Miriam Makeba "Miriam Makeba/The World Of Miriam Makeba" (Collectables, 2002)
A nice twofer reissue with material from two early albums, 1960's Miriam Makeba and The World Of Miriam Makeba, from 1963.

Miriam Makeba "An Evening With Belafonte And Makeba/The Magic Of Makeba" (Collectables, 2002)
Another twofer, pairing up An Evening With Belafonte And Makeba and The Magic Of Makeba, both from 1965.

Miriam Makeba "In Concert/Pata Pata/Makeba!" (Collectables, 2002)
This one is actually a threefer(!), combining 1967's In Concert and Pata Pata along with Makeba!, from 1968.

Discography - Albums

Miriam Makeba "The Many Voices Of Miriam Makeba" (Kapp, 1960) (LP)

Miriam Makeba "Miriam Makeba" (RCA, 1960)

Miriam Makeba "The World Of Miriam Makeba" (RCA, 1963)

Miriam Makeba "Makeba" (RCA, 1964)

Miriam Makeba "Makeba Sings" (RCA, 1965) (LP)

Miriam Makeba & Harry Belafonte "An Evening With Belafonte/Makeba" (RCA, 1965)

Miriam Makeba "The Magic Of Makeba" (RCA, 1965)

Miriam Makeba "The Magnificient Miriam Makeba" (Mercury, 1966)

Miriam Makeba "All About Miriam" (Mercury, 1966) (LP)

Miriam Makeba "Miriam Makeba In Concert!" (Reprise, 1967)

Miriam Makeba "Pata Pata" (Reprise, 1967)

Miriam Makeba "Makeba!" (Reprise, 1968)

Miriam Makeba "Live In Tokyo" (Reprise, 1968)

Miriam Makeba "Keep Me In Mind" (Reprise, 1970)
A surprisingly funky set, opening with the deep, electrified grooves of the opening track, "Lumumba" (anyone know who was in the backing band?) as well as covers of several pop/hip tunes of the time, such as Buffalo Springfield's "For What It's Worth," a couple by Van Morrison ("Brand New Day" and "I Shall Sing") and a truly horrible Beatles cover and an equally negligible rendition of CCR's "Down On The Corner." Despite the misfires, more than half the tunes on here are pretty good, including her non-English language originals. Certainly worth checking out.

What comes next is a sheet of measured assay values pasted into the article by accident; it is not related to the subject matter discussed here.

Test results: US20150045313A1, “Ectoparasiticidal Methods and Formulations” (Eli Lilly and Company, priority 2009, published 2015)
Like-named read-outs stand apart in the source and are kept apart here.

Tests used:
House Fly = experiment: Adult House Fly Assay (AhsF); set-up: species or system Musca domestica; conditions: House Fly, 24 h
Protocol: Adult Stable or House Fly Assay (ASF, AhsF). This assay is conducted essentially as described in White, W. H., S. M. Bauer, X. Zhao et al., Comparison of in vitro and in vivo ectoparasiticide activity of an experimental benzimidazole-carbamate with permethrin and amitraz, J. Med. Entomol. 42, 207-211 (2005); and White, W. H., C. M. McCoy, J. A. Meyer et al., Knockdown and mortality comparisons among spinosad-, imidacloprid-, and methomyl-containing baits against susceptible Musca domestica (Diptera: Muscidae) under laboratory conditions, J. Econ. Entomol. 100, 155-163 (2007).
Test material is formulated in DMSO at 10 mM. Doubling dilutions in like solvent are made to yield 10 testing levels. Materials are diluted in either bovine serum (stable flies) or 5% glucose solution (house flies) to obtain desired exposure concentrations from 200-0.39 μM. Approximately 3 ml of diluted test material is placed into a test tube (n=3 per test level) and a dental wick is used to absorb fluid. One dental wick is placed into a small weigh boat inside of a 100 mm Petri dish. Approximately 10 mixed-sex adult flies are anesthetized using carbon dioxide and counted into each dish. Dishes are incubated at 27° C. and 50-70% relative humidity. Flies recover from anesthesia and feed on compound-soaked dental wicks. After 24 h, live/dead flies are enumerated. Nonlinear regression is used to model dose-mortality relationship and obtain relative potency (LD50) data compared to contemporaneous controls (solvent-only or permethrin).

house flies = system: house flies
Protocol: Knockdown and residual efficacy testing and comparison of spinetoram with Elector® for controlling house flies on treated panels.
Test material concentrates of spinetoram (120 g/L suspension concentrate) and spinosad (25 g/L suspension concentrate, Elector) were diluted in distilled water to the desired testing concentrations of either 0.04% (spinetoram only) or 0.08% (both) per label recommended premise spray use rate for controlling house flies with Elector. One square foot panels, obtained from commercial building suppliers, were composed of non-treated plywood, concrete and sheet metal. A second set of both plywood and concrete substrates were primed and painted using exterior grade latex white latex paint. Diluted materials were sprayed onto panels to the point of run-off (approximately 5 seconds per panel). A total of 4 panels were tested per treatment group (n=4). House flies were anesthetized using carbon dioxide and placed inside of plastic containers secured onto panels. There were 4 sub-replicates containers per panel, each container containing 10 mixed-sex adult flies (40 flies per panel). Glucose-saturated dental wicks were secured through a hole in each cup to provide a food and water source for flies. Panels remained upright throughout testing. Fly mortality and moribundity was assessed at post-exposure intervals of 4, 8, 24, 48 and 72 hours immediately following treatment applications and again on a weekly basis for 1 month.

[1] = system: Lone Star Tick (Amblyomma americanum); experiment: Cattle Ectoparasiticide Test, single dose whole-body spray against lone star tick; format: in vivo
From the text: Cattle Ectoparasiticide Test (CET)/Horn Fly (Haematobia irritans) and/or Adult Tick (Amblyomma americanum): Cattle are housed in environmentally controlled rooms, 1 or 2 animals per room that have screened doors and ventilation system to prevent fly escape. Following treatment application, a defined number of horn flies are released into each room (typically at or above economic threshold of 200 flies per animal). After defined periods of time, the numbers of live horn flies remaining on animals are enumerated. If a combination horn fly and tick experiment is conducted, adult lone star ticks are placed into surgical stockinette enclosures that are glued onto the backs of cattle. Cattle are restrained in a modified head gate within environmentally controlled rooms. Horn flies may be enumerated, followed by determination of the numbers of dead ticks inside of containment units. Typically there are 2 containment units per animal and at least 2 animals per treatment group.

Miriam Makeba "Live In Conakry -- Appel A L'Afrique" (Sonodisc, 1974)

Miriam Makeba "Miriam Makeba & Bongi" (Sonodisc, 1975)

Miriam Makeba "Pata Pata - Live In Paris" (1977)

Miriam Makeba "Country Girl" (Sonodisc, 1978)
This includes a version of Brazilian samba star Jorge Ben's super-funky "Xica Da Silva..."

Miriam Makeba "Comme Une Symphonie D'Amour" (Sonodisc, 1979)

Miriam Makeba "Sangoma" (Warner, 1988)

Miriam Makeba "Welela" (Gallo, 1989)

Miriam Makeba "Eyes On Tomorrow" (Gallo, 1991)

Miriam Makeba "Sing Me A Song" (DRG, 1993)

Miriam Makeba "Homeland" (Putumayo, 2000)

Miriam Makeba "Live At Berns Salonger, Stockholm, Sweden: 1966" (Gallo, 2003)

Miriam Makeba "Reflections" (Gallo/Heads Up, 2004)
Makeba revisits many of her older hits -- "Pata Pata," "The Click Song" and others -- with glitzy, big, modern world-pop arrangements. It's a surprisingly strong, fresh-sounding set, and even old-timers who are devoted to the old, original renditions should be cheered to hear Makeba still in such fine form. She also includes a couple of classic songs by Brazilian superstar Jorge Ben for good measure. More power to her!

Miriam Makeba "Makeba Forever" (Gallo, 2006)